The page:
Hurricane Ian's Rapid Intensification

While it began slowly, activity has certainly picked up as we reach the mid-point of this tropical season. Within a week’s time, 2 major hurricanes have formed in the Atlantic.  Hurricane Ian is now a major hurricane, and is setting sights on Florida.

When Hurricane Ian makes landfall in Florida:

  • It is forecast to make landfall near Tampa as a Category 3 Hurricane
  • Wind speeds at landfall could be greater than 110 mph before weakening
  • Damaging wind >75 mph will still be likely as the storm weakens and moves across Central Florida
  • Widespread flooding with 10-15 inches of rain across Florida, with some coastal areas experiencing 15+ inches of rain
  • Life-threatening storm surge, 5-10 feet in the Tampa Bay area.
  • Widespread embedded tornado risk on Wednesday and Thursday

On its journey, Ian will continue to encounter water 86-88 degrees Fahrenheit, adding fuel to the storm.

Over the last couple of years, the phrase “rapid intensification” has been used more frequently. It is defined as an increase in wind speed of over 30 kts within a 24 hour period. Rapid intensification can occur within a tropical cyclone due to warm waters and lack of upper level winds interfering with the storm’s overall organization. According to NOAA flight reconnaissance, in the case of Hurricane Ian, wind speeds increased from 65 knots to 100 knots from Monday morning to Tuesday morning. It is now a Category 3 hurricane, with more strengthening in the forecast.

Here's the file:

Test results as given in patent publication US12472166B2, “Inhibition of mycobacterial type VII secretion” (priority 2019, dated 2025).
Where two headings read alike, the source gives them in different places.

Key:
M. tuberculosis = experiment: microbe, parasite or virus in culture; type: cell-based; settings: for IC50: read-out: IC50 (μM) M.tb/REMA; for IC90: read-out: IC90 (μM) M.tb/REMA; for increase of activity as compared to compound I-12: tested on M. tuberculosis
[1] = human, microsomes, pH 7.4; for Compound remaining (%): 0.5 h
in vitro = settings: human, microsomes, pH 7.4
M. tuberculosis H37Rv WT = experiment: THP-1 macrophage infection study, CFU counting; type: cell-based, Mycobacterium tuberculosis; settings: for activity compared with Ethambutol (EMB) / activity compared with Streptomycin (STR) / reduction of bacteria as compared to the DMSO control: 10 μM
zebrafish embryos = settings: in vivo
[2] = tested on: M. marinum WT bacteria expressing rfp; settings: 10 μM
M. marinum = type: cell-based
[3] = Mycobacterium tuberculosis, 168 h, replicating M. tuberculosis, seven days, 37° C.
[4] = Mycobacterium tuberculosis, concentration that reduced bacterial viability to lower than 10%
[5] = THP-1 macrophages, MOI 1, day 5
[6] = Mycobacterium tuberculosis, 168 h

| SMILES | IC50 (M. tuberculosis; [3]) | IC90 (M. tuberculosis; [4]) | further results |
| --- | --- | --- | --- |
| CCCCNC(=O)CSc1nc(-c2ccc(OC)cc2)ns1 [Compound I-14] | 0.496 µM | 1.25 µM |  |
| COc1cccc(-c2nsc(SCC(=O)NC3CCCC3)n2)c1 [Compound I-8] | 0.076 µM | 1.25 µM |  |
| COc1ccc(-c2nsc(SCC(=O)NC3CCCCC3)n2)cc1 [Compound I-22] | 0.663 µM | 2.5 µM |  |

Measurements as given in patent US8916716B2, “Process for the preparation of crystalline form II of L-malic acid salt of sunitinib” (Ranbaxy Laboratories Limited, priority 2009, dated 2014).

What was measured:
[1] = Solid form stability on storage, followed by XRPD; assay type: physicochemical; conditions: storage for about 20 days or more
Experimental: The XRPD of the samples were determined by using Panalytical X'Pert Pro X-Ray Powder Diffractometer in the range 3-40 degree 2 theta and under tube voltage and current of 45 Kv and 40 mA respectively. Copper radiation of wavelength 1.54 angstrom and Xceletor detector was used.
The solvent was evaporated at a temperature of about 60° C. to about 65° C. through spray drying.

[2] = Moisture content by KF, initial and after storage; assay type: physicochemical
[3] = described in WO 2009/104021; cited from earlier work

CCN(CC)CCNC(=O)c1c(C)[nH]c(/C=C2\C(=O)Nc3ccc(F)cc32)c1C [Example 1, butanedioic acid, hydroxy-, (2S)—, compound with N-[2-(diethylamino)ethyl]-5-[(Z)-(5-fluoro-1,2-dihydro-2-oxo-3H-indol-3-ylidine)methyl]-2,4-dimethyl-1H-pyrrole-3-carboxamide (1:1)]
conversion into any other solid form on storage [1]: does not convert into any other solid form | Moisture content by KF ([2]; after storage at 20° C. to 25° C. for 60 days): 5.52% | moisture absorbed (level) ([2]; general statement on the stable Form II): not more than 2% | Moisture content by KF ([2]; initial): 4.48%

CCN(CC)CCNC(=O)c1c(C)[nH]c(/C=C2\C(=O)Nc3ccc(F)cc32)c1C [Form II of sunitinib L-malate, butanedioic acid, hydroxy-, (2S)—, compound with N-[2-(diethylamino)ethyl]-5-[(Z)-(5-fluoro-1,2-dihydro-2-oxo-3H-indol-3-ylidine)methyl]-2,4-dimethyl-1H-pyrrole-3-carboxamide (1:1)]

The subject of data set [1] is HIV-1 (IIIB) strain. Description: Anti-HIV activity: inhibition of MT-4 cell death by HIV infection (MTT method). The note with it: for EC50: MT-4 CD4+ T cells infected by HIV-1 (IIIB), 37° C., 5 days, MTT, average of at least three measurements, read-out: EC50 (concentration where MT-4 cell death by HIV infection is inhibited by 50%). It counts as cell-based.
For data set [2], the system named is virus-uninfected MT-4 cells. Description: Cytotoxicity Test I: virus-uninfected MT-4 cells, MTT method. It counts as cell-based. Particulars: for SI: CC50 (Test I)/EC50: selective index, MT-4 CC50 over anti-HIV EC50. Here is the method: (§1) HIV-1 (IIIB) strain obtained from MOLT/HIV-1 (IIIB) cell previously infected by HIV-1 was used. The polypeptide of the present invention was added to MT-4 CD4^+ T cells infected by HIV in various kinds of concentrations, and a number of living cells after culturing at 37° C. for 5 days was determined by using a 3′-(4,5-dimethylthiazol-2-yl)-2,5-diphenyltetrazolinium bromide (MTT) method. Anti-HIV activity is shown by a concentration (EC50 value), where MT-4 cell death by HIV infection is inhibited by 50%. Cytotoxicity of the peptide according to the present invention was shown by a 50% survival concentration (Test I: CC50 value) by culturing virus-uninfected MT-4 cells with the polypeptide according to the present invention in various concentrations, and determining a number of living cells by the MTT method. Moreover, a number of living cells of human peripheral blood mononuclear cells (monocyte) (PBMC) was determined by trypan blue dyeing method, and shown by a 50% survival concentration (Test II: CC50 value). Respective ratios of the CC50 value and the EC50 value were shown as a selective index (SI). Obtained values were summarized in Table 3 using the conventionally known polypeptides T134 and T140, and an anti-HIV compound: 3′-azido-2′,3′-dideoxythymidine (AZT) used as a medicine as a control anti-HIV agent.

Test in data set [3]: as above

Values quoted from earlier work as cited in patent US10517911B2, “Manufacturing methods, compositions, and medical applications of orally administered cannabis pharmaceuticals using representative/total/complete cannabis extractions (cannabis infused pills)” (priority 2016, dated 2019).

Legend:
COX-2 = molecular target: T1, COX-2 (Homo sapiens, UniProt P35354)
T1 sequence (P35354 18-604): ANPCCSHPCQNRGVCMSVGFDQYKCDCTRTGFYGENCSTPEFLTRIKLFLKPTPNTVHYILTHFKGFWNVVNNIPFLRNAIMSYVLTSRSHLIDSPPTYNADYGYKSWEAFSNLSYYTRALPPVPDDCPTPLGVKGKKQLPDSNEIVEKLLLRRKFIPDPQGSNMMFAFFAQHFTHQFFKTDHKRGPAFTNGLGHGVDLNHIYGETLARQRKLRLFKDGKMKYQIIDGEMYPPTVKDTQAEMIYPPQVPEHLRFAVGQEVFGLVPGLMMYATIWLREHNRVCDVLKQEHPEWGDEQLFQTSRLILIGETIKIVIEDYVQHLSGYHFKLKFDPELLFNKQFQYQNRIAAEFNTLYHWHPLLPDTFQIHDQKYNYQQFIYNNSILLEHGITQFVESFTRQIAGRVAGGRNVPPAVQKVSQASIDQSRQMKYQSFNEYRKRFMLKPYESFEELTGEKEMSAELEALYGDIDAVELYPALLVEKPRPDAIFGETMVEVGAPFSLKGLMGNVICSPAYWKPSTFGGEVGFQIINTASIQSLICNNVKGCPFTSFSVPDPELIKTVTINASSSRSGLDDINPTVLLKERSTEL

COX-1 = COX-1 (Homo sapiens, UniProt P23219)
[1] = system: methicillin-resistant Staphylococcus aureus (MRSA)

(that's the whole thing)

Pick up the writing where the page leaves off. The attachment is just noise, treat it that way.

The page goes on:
While this storm is still in its developing phase, it’s forecast to bring life -threatening storm surge to the western gulf coast of Florida. In addition, significant rainfall in excess of 10 inches is forecast along a swath that extends through central Florida, stretching from Orlando to Jacksonville. North of Tampa Bay, 15+ inches of rain could occur.

Monarch’s Global Flood Forecast: Our synoptic flood risk model indicates an Extreme (5 out of 5) flood risk in Tampa, Sarasota, Saint Petersburg and Orlando, with a Significant (4 out of 5) flood risk that extends northeast. What does this mean for you? If you live in these areas, you should prepare for the high likelihood of flooding. Our flood model is risk based, and not meant to indicate the amount of rainfall but rather a specific area's susceptibility to flooding.

In addition to water impacts, damaging winds will reach hurricane force along the Florida coast by Wednesday morning. While it’s expected to weaken as it makes landfall, due to the hurricane’s rotational characteristics Ian will still carry a widespread embedded tornado risk throughout most of the Florida Peninsula.

Looking Ahead:

Hurricane Ian is expected to move northward and, coincide with gulf stream moisture, bringing flooding with more than 6 inches of rain targeting the southeastern coast, including Savannah and Charleston.  

Facts about Hurricane Ian with regard to the 2022 Atlantic Hurricane Season:

  • Hurricane Ian is the ninth named tropical storm this year in the Atlantic Basin.
  • This is the second major hurricane in the Atlantic to develop within a week's time.
  • If Ian makes landfall in the Tampa area, this will be the first storm in 100 years to do so, the last of which occurred in 1921, before Hurricanes were assigned names.
  • The last storm to rapidly intensify around the globe was Super Typhoon Noru where sustained wind intensified from nearly 50 mph to over 120 mph in less than 24 hours over the weekend.

Sources: National Centers for Environmental Prediction, National Hurricane Center, Esri ArcGIS Online

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